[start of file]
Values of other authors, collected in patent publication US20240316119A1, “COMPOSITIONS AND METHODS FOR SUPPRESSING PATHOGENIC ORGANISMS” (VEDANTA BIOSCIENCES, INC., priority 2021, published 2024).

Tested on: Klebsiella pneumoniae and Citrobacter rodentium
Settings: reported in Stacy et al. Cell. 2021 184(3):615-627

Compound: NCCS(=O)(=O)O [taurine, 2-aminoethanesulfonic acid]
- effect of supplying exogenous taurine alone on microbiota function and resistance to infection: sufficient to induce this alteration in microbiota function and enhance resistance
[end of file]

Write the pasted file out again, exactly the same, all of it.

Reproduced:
Values of other authors, collected in patent publication US20240316119A1, “COMPOSITIONS AND METHODS FOR SUPPRESSING PATHOGENIC ORGANISMS” (VEDANTA BIOSCIENCES, INC., priority 2021, published 2024).

Tested on: Klebsiella pneumoniae and Citrobacter rodentium
Settings: reported in Stacy et al. Cell. 2021 184(3):615-627

Compound: NCCS(=O)(=O)O [taurine, 2-aminoethanesulfonic acid]
- effect of supplying exogenous taurine alone on microbiota function and resistance to infection: sufficient to induce this alteration in microbiota function and enhance resistance